King Charles IV of Spain, to reward the valor and fidelity shown
by the sons of Puerto Rico on the occasion of the last English
attack on San Juan (1797), granted the capital the privilege of
surrounding its arms with the following motto: For her constancy,
love, and fidelity, this city is very noble and loyal. For the
450th anniversary of the City of San Juan, and with the
assistance of the Institute for Puerto Rican Culture, in 1971 the
Municipal Assembly decided to reform the shield as well as the
seal and official flag of the city. The ordinance provided that
"the arms of the capital be purified of the elements that
have been attached to it without historical or heraldic
justification, that certain details be added which are
undoubtedly merited, and that they se le aņadan ciertos detalles
de que indebidamente carece, and that they be given a character
more in keeping with the simplicity and precision that
characterize both ancient as well as contemporary heraldry."
In this year the flag was changed to a "white rectangular
field with the shield of arms on the center." The first flag
of the capital city was officially adopted on March 8, 1948, by
the Municipal Assembly. It was an entirely orange field, on the
center of which were depicted the arms of the city. The color
then given to the flag was based on a text of Don Diego de Torres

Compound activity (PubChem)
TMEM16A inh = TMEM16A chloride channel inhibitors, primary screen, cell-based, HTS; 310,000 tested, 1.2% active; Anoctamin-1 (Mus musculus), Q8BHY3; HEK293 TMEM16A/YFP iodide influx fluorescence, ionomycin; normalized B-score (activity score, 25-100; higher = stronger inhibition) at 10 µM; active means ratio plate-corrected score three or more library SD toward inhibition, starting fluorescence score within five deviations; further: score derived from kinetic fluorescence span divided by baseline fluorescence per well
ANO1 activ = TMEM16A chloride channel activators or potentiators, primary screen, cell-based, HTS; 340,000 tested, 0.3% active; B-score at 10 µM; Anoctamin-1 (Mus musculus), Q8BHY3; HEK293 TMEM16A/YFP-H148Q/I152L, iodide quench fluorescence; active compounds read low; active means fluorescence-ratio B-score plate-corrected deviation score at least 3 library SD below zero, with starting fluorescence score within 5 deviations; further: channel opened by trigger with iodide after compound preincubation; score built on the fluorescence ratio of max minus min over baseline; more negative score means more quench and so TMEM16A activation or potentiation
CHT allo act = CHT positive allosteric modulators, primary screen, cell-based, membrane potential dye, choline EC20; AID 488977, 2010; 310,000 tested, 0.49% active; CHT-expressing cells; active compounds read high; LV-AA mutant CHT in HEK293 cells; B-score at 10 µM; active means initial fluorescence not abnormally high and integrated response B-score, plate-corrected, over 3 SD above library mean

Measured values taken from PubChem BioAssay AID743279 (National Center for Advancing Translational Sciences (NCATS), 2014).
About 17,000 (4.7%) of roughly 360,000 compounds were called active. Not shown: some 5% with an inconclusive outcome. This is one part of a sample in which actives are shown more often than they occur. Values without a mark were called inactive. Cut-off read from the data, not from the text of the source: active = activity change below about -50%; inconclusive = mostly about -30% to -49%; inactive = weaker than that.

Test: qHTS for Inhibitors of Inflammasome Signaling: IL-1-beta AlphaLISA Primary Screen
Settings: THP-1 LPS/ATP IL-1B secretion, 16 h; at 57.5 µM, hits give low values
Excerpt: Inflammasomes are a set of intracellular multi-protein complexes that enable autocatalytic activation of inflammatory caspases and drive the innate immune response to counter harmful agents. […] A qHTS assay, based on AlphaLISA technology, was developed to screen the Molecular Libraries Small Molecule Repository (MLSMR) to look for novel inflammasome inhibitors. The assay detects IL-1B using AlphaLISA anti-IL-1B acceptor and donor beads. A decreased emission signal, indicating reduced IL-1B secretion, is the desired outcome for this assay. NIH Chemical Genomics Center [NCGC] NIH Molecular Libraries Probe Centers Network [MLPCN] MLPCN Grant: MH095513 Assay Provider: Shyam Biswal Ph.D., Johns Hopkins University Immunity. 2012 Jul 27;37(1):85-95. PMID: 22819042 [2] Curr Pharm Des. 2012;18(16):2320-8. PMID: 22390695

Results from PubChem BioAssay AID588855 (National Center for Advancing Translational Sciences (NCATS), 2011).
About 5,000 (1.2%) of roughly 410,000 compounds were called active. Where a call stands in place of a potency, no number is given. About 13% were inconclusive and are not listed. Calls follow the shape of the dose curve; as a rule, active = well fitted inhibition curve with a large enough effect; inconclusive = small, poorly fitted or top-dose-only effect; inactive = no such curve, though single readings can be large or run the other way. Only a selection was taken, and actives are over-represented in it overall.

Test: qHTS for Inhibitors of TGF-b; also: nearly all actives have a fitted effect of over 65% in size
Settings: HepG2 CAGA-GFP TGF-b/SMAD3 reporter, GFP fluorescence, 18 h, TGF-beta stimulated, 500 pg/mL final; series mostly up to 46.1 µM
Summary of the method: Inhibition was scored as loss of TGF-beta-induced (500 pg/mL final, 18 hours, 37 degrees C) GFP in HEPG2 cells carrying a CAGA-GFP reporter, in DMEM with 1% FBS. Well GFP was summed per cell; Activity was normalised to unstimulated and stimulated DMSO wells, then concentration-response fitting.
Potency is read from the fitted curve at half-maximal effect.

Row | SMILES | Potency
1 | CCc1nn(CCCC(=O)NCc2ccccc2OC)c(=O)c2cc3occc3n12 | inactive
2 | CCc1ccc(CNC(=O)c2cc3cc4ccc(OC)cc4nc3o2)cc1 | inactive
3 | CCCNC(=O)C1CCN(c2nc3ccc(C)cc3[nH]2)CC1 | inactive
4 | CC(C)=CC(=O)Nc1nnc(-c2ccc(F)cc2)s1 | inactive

Vargas, taken form his description of the city and island of
Puerto Rico in the year 1647, which read: "Shield of arms
granted to Puerto Rico by the Catholic Kings in the year 1511, an
inhabitant named Pedro Moreno being the Procurator. They are: a
white lamb with its red pennant, upon a book, and all on a green
island, which is that of Puerto Rico, and on the sides an F and
and I, which represent Fernando and Isabel, the Catholic Kings
who granted them, and today remain on the royal standard, which
is an orange damask, with which the city was won."
Comment: The lamb resting on the book remains, I believe, the arms of the Commonwealth of Puerto Rico.
Joe McMillan , 6 Febuary 2000
Here's what's said at lexjuris site
It's pretty much a condensed version of what's at the sanjuan.org
The shield of the City of San Juan is very similar to that of Puerto Rico, both having as the principal charge the Lamb of God or Paschal Lamb, which represents Jesus Christ and St. John the Baptist. The shield represents a complete history of constancy and heroism.
On March 8, 1948, the Municipal Assembly of San Juan officially adopted, as the flag of the capital of Puerto Rico, a white field, in the center of which is the coat of arms of the city. [Note: This conflicts with the sanjuan.org site, which attributes the white flag to a later date, as well as to the language of the very next paragraph:] . The color of the flag is based on a text of Canon Don Diego de Torres Vargas, taken from his "Description of the City and Island of Puerto Rico" (1647),
Joe McMillan , 6 Febuary 2000
This is the one appearing in pueblos-de-puertorico and the one
seen actually flying in the Capital City.
Blas Delgado, 7 March 2000
It is interesting to me to see that the emblem on the flag for